It’s quite common in the USA to find these kind of slogans outside churches – often lit up on the kind of boards that are more common outside cinema screens. I liked this one for its simplicity, the three printouts laminated and pinned diagonally down from each other.
I’ll be honest with you here – I have no idea what this woman was doing. I hope she’s okay.
I wish that I had asked this man why he was here and what he was doing. But I like to imagine that he owned the shop he was sat out the front of and had just finished a long day. To unwind, I like to think he’d chosen to sit out of the front and enjoy a few puffs on his cigar – before stubbing it out and heading home.
I thought it was my lucky day when I first picked this up. Realising it was a joke, I set it back down where it was in the evening light and took a picture of it so that someone else could be taken by the same prank.
Slush puppies are the only way that I make it through a day where the heat is in excess of 30 degrees. I was hopping in and out of 7 Elevens pretty much every hour, on the hour. I remember seeing the light sweeping in through the door as I was filling a large cup up with blue slush when I saw this family come through the door.
Baseball is important to Boston and their team the Red Sox are pretty good at it (despite their infamous 76-year-long title drought – now happily over). Me and Bekky wandered over to the stadium one night to check out the atmosphere and see if we could get into a game.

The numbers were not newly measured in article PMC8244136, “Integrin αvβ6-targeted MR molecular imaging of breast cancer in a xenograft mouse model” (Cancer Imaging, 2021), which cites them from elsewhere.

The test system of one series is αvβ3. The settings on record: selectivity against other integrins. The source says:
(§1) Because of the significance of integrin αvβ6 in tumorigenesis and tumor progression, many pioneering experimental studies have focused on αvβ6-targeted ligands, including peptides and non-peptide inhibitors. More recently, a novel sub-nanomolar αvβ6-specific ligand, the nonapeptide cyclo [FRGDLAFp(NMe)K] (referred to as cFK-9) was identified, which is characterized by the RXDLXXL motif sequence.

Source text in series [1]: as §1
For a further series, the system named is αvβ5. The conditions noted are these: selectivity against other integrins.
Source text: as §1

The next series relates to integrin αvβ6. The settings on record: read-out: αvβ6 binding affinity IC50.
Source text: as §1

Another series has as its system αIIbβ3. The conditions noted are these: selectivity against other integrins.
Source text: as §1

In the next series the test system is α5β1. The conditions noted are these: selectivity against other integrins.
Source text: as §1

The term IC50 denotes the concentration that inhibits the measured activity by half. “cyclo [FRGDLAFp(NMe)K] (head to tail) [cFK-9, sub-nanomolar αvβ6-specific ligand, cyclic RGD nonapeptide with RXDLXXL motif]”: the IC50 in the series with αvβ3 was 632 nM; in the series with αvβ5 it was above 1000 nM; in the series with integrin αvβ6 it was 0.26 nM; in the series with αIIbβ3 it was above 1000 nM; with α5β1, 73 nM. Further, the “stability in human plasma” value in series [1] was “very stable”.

Every time I look at this photograph I wonder what this woman is thinking. She stepped back from the grill for a few moments, holding onto the cardboard box containing her hotdog buns. But her stare is glazed, her gaze perhaps not fixed on anything in particular, and she looks mournful.
Boston’s best and original sausage shuts up shop as the last few stragglers go through the metal detectors and into the game. We stumbled into a place called Bleacher Bar and discovered a huge metal shutter with perforations so that its punters can view the game from their barstool.
I couldn’t compile a gallery of Boston without at least one picture staring upwards. The towers of metal and glass are pretty impressive.
This man accompanied the beatboxers seen behind him by dancing in a jerky manner. I couldn’t tell if it was arranged for him to be with them or if he had turned up of his own volition.
Every night we spent in Boston was spent in a different jazz bar. I had believed my Grandfather to be a successful travelling jazz musician up until I was twenty-five, so I wanted to dive into the culture and figure out why jazz had been so important to the fantasy of my grandfather. Unfortunately this was a pretty hard answer to find – I’m still not sure where I got that idea from.